Ice Huts | An Essay by Marcus Schubert
In the past, practical needs required people to huddle in the wilderness; during the hunt, around campfires while roasting venison and musing on their kill and the next day’s prospects, or while boiling coffee at dawn and discussing the oncoming weather, predators and guns, before herding masses of livestock across an open range. This tradition of gathering in the landscape continues, but in modern times our association with that experience is mitigated by technology, resulting in the evolution of a more leisurely aspect of wilderness camaraderie. Talk is still part of the essential experience, but is less likely about the imposing hinterland and survival, and more likely to be casual chat about politics, sports, stock markets and sex; around the crackling fire-grills of trailer parks in summer or in winter, to the hiss of propane heat and light around a small hole cut into the icy floor of a hut perched on some frozen crust of open water.
The pastime of ice fishing owes its genesis to a need for sustenance. It is handed over from people like the Inuit, whose lives depended on the scant resources offered by an inhospitable landscape. Voyageurs during our country’s early history, fished through the ice to survive an unyielding and hostile wilderness. It was lonely, patient work, and a time to meditate on the hope of future riches and comforts while engaging in slow-talk. In a few short generations, this mode of survival for transient hunters has become an annual sport, creating a (predominantly male) culture focused upon the nostalgic reenactment of the hunt and the bonds of that fraternity.
Toronto photographer Richard Johnson has aimed his attention upon this culture of ersatz hinterland voyageurs and the unique architecture they create. In his typology* style survey, Johnson presents us with an array of variations; an exploration that is as much a record of his journey to the vast, wintry wilderness of sporting leisure as it is a striking document of the temporary, idiosyncratic structures that appear upon its pale horizon.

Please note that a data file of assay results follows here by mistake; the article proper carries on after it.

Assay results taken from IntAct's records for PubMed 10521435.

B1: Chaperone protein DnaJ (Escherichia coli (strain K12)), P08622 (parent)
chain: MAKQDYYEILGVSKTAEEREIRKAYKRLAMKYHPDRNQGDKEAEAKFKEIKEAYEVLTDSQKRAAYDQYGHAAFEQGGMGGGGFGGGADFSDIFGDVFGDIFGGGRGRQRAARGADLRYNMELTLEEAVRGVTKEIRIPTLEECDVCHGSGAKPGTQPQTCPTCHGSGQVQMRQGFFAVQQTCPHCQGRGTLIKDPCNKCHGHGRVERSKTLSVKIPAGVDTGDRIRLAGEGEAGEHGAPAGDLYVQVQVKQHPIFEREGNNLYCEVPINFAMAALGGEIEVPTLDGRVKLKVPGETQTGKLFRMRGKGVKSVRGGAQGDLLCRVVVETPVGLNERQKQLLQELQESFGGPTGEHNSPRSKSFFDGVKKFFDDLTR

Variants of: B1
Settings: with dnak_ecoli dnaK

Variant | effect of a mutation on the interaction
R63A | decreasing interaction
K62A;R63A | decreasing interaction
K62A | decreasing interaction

In the examination of subjects as typologies a rigorous process of collection is the key element in a photographer’s work. In league with early landscape photographers of the 19th century (Hill & Adamson, William Notman etc.) Johnson brings his audience close to unfamiliar territory. His eye muses over the uniqueness of each structure and its relationship to the landscape. Like specimens laid-out, or pinned up to illustrate the iterations of a particular species, we as viewers are invited to consider a catalogue of structures that reveal the evolution of a form. We see variations of an architecture specifically created to provide basic shelter. As with its distant cousins the native Teepee and Igloo, the Ice Fishing Hut has its own essential purpose. It must be weather resistant and transportable, giving basic shelter and access to the ground beneath it. As such its form dictates a unique structural condition.
Johnson’s visual essay reveals the subject of a creative process. Through his photographs we are invited to compare both functional and aesthetic similarities, and differences, as manifested in variations of colour, design, emblematic detail, accessory, relative proximity to one another and the implied sub-cultural significance to their creators. A striking feature of Johnson’s observations - considered as objects with aesthetic merit - the conventions used in the making of these curious buildings seem universal in conception but highly individual in execution; a form of renegade architecture that verges on the development of a vernacular folk art tradition.
 Typology is the study of types, and a photographic typology is a suite of images or related forms, shot in a consistent, repetitive manner; to be fully understood, the images must be viewed as a complete series. Kristine McKenna, "Photo Visions," Los Angeles Times, 29 December 1991